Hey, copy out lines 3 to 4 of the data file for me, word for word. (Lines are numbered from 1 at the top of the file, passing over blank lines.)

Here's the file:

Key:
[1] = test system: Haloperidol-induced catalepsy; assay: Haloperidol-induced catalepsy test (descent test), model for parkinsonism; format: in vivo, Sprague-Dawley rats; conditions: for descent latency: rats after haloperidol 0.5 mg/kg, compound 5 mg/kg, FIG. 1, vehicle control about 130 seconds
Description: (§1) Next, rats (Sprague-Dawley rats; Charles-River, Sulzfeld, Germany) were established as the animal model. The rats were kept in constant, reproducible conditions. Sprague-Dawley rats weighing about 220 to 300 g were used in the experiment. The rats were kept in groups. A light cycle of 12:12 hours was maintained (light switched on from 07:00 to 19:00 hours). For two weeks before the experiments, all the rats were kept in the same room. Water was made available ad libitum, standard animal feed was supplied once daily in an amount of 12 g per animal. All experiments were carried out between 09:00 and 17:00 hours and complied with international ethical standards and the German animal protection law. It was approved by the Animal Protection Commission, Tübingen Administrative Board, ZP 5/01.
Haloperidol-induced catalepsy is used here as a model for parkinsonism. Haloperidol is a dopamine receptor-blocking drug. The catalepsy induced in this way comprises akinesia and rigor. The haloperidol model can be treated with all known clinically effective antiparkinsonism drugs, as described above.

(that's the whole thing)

Description: (§1) Next, rats (Sprague-Dawley rats; Charles-River, Sulzfeld, Germany) were established as the animal model. The rats were kept in constant, reproducible conditions. Sprague-Dawley rats weighing about 220 to 300 g were used in the experiment. The rats were kept in groups. A light cycle of 12:12 hours was maintained (light switched on from 07:00 to 19:00 hours). For two weeks before the experiments, all the rats were kept in the same room. Water was made available ad libitum, standard animal feed was supplied once daily in an amount of 12 g per animal. All experiments were carried out between 09:00 and 17:00 hours and complied with international ethical standards and the German animal protection law. It was approved by the Animal Protection Commission, Tübingen Administrative Board, ZP 5/01.
Haloperidol-induced catalepsy is used here as a model for parkinsonism. Haloperidol is a dopamine receptor-blocking drug. The catalepsy induced in this way comprises akinesia and rigor. The haloperidol model can be treated with all known clinically effective antiparkinsonism drugs, as described above.